However, given the first instance judge’s finding, Waller LJ was unable to accept that "mere knowledge on the part of a driver that he was sleepy and a decision to continue to drive would constitute wilful misconduct." He continued: "As regards misconduct per se, I find it difficult to think that if all that had happened was that a driver had felt sleepy and admitted such when he walked into his depot, that his employer would have been entitled to dismiss him for misconduct, let alone wilful misconduct." This would have been different "if, of course, [the driver] confessed to driving contrary to the regulations as to time and rest periods, and admitted that he appreciated that fact, the situation would be entirely different." Also "if a driver crashed his lorry after falling asleep, and it could be shown that he had been made aware that he could not defeat his feeling of sleepiness because he had already hit the side of the road or driven in a way that indicated that he had nodded off, that would be different again." However, this was not established on the facts in the present case.
Waller LJ indicated that "if there had been some evidence to support the view that the driver might have been driving beyond the permitted time limits, or some evidence of erratic driving, then if the carriers chose not to call the driver who is alive and well or even put a statement in from him, it would have been open to the court to draw adverse inferences. But in this case [Denfleet does] not assert any such factors. Furthermore the driver was not, it seems, even prosecuted by the Italian authorities."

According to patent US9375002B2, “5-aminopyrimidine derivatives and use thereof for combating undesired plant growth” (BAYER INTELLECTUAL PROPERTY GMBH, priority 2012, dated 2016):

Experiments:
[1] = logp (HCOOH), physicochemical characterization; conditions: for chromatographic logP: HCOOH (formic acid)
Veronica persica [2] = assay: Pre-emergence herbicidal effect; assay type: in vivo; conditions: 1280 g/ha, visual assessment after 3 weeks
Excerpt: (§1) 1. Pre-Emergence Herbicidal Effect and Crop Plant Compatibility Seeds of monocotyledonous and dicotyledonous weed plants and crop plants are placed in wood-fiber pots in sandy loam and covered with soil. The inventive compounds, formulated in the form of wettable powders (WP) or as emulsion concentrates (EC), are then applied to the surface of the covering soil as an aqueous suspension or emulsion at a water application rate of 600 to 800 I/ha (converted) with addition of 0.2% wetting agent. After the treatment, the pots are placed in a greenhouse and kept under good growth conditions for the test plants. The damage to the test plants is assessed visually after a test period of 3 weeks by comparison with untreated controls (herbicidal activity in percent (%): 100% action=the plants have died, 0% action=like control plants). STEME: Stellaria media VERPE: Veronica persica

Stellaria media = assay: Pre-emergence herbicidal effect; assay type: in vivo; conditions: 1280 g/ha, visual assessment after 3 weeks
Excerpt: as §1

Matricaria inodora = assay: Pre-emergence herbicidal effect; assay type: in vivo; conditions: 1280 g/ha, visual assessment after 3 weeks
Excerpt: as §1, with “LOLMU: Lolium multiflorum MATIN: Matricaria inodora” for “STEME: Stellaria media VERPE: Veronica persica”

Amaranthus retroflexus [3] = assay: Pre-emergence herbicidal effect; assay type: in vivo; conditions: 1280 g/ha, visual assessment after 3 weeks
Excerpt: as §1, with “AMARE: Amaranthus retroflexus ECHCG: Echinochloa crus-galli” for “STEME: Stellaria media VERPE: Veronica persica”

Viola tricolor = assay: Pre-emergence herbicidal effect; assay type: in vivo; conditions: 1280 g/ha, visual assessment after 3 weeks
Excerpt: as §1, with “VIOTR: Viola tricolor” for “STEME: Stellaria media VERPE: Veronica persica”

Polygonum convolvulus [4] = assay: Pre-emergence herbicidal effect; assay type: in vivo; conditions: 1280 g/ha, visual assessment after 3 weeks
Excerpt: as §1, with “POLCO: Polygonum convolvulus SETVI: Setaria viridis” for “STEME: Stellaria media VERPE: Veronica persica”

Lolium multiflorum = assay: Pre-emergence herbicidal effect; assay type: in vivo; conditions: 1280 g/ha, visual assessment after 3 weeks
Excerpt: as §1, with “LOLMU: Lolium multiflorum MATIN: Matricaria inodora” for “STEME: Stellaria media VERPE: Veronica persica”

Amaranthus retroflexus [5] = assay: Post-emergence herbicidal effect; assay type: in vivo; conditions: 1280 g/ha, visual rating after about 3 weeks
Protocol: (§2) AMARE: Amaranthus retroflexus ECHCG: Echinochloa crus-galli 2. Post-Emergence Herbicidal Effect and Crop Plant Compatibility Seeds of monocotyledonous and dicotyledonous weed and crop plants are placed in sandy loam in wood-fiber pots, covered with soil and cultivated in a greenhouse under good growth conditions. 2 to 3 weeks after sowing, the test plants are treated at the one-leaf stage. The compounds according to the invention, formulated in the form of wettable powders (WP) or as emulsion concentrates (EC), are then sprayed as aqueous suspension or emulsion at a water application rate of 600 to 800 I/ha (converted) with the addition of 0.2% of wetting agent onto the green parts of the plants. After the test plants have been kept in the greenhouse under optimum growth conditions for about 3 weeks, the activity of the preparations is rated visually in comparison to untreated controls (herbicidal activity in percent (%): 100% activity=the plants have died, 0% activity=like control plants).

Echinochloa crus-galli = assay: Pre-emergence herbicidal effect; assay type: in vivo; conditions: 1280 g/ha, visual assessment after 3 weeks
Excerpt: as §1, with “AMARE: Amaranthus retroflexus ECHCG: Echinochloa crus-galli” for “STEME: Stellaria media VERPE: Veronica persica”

Toulson LJ noted that driver fault or misconduct may or may not involve matters of degree. In the case of driver tiredness, at one end the driver may feel some transient (minor) degree of tiredness, believing it not to be sufficient to affect his ability to drive properly, and at the other, the driver may be fully aware that his ability to drive is significantly impaired. The former may involve negligent misjudgement, but not wilful misconduct.
According to Toulson LJ "the key question to my mind is whether the lorry driver must have known that his ability to drive was significantly impaired, or, to put it more fully, whether he knew that he ought to stop because there was a risk of his failing to drive with proper care on account of tiredness." As a result, Toulson LJ concluded "that the bare fact of the driver’s admission that he fell asleep is insufficient to justify that conclusion."
1. "for wilful misconduct to be proved there must be either (1) an intention to do something which the actor knows to be wrong or (2) a reckless act in the sense that the actor is aware that loss may result from his act and yet does not care whether loss will result or not or, to use Mr Justice Barry’s words in Horobin’s case, "he took a risk which he knew he ought not to take"  2 Lloyd’s Rep. at p.460".
2. "Wilful misconduct . . . means misconduct to which the will is party as contradistinguished from accident, and is far beyond any negligence, even gross or culpable negligence, and involves that a person wilfully misconducts himself, who knows and appreciates that it is wrong conduct in his part in the existing circumstances to do, or to fail or to omit to do (as the case may be), a particular thing, and yet intentionally does or fails or omits to do it, or persists in the act, failure or omission, regardless of the consequences." Lord Alverstone suggested the addition of "or acts with reckless carelessness, not caring what the results of his carelessness may be."
3. "Further a person could be said to act with reckless carelessness towards goods in his care if, aware of the risk that they may be lost or damaged, he nevertheless deliberately goes ahead and takes the risk, when it is unreasonable in all the circumstances for him to do so."